Kieron Gillen crafts a well written X-Men story. Even though there’s action in the story, it’s really about Magneto; how even though he puts up a tough exterior, in his heart he truly cares about people. Sometimes he needs a really good PR person to bring that across! After this event, some humans may see him in a different light.
Carlos Pacheco’s art is on par with the story. Then again, he always does a great job. Although I find it hard to believe that Emma Frost found the time to go from beltless short-shorts to one with an X belt on them. They only had one hour to save San Francisco! Maybe the Blackbird has an extra wardrobe closet?
As an intro point for new readers, it does a fine job by being a somewhat self-contained story. Magneto is also fleshed out a bit for those that don’t know him, but some past references will be unknown to most. That’s ok because it just generates more interest in the character and those that want to know have plenty of resources to find out.
Part of Marvel’s POINT ONE Initiative, this issue serves as a jumping on point for new Captain America readers.
While Steve Rogers reminisces about what his life was like before giving up the mantle, Dr. Malus and Power Brokers Incorporated are busy training a new Captain America. Special Forces soldier David Rickford is stronger and faster than Steve Rogers, but does he have what it takes to carry the shield? Steve Rodgers and Sharon Carter are watching him closely to discover the answer to that question.
But when the new Cap gets into trouble, who is there to save him? Who is the head of Power Brokers Incorporated and why does he have a vested interest in this new version of Captain America? If you read this issue, you’ll find out.
While Marvel’s POINT ONE Initiative doesn’t do much for me, I find Ed Brubaker writes a well crafted and compelling story that will surely lead to change in this title soon. There’s plenty of action and plot in this issue to keep a new reader wanting to continue picking up the book. The art style by Mitch and Bettie Breitweiser fits in perfectly with the storytelling.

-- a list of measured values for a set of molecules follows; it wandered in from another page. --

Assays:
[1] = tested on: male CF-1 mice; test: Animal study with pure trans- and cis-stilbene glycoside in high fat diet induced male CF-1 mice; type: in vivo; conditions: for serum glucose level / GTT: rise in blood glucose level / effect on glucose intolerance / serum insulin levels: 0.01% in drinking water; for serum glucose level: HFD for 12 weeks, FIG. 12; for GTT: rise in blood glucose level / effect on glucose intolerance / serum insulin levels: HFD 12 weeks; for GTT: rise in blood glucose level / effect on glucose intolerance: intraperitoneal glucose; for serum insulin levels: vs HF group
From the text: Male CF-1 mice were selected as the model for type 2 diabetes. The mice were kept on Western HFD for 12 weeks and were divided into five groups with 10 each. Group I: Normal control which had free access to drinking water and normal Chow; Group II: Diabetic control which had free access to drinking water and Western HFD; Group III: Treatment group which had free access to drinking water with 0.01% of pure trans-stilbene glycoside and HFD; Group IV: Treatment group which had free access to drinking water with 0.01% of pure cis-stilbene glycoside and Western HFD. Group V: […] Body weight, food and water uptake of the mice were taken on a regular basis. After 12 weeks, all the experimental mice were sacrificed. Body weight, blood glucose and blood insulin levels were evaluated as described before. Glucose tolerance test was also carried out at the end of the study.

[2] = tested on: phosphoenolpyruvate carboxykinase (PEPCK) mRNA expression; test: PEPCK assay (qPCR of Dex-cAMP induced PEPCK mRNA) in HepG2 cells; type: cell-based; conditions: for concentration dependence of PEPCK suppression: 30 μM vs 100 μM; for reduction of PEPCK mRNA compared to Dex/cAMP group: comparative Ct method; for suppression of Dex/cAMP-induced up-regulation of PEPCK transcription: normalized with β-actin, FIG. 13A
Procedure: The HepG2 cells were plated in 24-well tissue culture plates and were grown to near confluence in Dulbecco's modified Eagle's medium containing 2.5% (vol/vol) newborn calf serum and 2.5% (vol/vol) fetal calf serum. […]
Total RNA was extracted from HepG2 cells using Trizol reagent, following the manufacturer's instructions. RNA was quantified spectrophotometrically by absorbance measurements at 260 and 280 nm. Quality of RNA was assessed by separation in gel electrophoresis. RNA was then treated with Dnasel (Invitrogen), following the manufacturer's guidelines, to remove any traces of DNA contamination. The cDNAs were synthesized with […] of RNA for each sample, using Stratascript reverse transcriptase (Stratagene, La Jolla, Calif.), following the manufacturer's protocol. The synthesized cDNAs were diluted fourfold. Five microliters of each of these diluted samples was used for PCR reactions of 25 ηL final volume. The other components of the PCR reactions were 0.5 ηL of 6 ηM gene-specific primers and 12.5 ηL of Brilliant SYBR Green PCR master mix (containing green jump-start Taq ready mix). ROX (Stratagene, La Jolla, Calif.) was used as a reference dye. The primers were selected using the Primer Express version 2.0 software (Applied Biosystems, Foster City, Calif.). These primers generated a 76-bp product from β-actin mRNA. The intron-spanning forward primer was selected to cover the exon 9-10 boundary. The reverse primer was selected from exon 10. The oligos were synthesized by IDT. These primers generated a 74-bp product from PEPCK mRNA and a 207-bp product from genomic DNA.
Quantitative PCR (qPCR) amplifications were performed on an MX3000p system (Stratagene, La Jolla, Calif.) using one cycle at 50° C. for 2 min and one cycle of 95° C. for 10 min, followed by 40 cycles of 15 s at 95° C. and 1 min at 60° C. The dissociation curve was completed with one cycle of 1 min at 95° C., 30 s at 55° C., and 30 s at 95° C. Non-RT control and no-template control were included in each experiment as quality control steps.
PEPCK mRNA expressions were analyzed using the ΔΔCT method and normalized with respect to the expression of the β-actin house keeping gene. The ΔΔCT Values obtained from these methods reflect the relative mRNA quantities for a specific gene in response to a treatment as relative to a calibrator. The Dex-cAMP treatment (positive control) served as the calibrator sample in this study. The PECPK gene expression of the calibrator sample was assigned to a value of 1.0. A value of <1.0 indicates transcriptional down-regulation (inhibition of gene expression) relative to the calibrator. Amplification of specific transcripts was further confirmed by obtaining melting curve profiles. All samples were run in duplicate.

Despite being one of my favorite characters, I haven’t read a Captain America story in a long time. This issue made me glad that I returned to the title.
New Avengers #10 leads into Marvel’s big Spring cross-over event – Fear Itself – and the story is split into a past/present narrative. The current storyline is illustrated by Mike Deodato, while the past is done by Howard Chaykin. The cover, by Deodato and Beredo, features Kraven the Hunter, Dum Dum Dugan, Ulysses Bloodstone, Dominic Fortune, Namora, and Sabretooth from 1959.
While the Avengers are locked in battle with Superia, Mockingbird is injured and our heroes try their best to save her from dying. This takes up most of the present storyline, while in 1959, Nick Fury and Dum Dum Dugan travel around the world seeking to form a ‘Black Ops Initiative’ by request of the President. Their goal: Take down the Red Skull who is seeking to establish a Fourth Reich. The team assembled by Fury and his pal includes everyone on the cover plus Ernst Sablinova, the original Silver Sable.
The 2 storilines seem to have nothing in common and are very different in tone; Deodato presents an all-out urgent battle in the present and Chaykin’s more deliberate illustrative style depicts the different type of action in the past. Howard Chaykin’s artwork is always a delight and he doesn’t disappoint on this book.
Other than the fact that Fury is assembling a new Black Ops team to do the dirty work that The Howling Commandos wouldn’t do, I don’t see much of a tie-in to Fear Itself. The stop-start nature of the storytelling didn’t really appeal to me and I would have rather seen the 2 tales separated and not intertwined. Otherwise the story was enjoyable, and I’m looking forward to reading more as Fear Itself unwinds.